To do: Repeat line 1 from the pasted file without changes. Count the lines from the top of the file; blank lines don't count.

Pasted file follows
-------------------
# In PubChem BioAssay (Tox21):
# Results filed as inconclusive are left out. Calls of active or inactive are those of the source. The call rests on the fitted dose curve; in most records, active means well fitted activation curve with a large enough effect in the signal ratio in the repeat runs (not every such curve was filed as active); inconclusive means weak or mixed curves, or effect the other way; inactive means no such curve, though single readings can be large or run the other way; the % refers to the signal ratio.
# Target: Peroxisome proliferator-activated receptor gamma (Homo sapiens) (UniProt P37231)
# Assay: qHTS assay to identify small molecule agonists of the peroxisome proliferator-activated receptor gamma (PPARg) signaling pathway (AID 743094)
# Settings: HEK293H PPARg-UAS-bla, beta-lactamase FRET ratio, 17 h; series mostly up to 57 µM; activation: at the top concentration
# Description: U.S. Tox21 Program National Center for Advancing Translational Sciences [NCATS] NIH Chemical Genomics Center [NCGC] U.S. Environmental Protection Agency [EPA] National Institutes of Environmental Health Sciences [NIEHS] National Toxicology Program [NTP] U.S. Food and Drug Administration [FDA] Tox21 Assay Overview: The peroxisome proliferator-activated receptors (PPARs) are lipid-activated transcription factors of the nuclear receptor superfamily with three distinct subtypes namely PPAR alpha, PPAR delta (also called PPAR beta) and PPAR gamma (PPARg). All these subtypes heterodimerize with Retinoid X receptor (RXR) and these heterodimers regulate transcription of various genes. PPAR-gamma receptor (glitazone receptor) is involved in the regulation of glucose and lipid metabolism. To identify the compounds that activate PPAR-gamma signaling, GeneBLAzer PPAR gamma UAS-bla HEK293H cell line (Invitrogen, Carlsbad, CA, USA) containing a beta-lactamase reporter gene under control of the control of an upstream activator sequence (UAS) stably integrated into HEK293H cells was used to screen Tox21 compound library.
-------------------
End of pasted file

# In PubChem BioAssay (Tox21):